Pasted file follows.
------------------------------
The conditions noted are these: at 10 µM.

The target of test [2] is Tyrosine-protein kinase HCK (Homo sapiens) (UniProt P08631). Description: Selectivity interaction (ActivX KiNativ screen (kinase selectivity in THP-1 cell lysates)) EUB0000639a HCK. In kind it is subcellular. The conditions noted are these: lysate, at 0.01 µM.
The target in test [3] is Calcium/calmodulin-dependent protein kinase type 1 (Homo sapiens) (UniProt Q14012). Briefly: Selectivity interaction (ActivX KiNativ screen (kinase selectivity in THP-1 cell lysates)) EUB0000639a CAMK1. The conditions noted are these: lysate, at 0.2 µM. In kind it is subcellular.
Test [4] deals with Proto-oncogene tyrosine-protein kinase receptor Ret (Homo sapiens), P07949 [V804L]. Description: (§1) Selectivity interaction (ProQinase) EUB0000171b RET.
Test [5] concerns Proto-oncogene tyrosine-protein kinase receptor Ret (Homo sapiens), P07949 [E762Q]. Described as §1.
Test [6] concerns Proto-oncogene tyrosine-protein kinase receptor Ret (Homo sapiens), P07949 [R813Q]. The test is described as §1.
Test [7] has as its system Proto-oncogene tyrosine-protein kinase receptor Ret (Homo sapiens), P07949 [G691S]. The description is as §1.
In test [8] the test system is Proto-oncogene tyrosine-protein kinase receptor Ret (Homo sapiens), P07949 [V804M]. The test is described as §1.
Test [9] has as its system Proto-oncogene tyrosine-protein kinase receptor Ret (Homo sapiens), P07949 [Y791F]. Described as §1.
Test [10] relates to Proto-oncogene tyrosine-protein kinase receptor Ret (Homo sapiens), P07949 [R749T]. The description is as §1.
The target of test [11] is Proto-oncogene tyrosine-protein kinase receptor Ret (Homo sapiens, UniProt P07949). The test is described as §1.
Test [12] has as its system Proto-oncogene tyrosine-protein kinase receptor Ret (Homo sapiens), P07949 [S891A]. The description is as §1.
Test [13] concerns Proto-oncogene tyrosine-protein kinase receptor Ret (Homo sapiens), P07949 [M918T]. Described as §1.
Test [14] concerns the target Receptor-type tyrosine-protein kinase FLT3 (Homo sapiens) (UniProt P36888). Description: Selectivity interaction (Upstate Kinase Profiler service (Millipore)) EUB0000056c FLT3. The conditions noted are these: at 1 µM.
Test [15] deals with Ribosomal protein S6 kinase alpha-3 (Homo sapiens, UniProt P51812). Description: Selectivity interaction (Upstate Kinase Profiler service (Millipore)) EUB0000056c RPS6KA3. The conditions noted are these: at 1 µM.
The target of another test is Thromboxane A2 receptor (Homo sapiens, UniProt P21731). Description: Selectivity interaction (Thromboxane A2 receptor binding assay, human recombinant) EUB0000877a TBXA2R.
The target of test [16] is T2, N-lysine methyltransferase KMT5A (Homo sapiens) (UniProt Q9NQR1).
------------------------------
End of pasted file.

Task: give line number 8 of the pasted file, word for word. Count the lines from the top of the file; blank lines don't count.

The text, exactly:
In test [8] the test system is Proto-oncogene tyrosine-protein kinase receptor Ret (Homo sapiens), P07949 [V804M]. The test is described as §1.